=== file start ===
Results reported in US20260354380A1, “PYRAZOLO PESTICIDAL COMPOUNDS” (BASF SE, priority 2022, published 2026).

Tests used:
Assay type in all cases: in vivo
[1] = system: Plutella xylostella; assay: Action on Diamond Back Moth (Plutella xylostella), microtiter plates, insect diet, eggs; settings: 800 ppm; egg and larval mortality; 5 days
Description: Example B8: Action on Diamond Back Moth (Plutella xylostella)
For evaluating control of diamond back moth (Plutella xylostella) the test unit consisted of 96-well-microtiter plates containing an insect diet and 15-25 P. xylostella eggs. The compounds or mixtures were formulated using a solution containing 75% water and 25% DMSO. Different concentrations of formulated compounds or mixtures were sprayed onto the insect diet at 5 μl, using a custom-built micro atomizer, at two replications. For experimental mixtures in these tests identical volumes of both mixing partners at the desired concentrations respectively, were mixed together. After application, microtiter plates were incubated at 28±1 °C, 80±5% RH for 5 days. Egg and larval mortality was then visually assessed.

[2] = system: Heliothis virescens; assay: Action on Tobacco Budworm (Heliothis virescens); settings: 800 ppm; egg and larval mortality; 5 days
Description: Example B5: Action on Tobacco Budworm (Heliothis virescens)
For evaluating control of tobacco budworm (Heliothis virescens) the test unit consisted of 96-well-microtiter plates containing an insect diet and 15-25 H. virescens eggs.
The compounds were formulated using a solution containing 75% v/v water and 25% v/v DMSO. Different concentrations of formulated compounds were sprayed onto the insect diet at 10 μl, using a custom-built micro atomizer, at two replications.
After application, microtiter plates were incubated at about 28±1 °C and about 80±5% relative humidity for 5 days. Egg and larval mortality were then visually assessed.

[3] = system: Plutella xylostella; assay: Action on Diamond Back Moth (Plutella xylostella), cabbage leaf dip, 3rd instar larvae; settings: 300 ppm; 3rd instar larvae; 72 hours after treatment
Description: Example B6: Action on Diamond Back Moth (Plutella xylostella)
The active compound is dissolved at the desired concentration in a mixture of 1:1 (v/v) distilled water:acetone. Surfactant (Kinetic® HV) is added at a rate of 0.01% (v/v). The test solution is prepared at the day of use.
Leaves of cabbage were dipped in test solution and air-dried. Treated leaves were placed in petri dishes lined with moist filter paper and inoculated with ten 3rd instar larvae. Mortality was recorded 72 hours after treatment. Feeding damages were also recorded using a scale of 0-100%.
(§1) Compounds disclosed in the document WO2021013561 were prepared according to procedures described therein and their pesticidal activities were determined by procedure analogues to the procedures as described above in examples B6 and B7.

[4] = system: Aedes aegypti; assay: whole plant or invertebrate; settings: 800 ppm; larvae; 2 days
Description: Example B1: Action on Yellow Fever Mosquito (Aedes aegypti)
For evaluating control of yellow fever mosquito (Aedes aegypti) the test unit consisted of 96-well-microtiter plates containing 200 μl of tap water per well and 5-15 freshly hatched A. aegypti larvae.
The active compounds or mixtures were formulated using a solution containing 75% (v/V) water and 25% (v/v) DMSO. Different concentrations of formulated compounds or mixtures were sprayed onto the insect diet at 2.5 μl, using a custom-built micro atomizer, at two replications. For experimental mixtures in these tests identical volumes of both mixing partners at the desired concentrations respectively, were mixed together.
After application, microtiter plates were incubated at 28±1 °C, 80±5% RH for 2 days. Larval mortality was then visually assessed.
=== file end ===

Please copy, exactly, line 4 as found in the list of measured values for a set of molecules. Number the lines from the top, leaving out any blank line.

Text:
[1] = system: Plutella xylostella; assay: Action on Diamond Back Moth (Plutella xylostella), microtiter plates, insect diet, eggs; settings: 800 ppm; egg and larval mortality; 5 days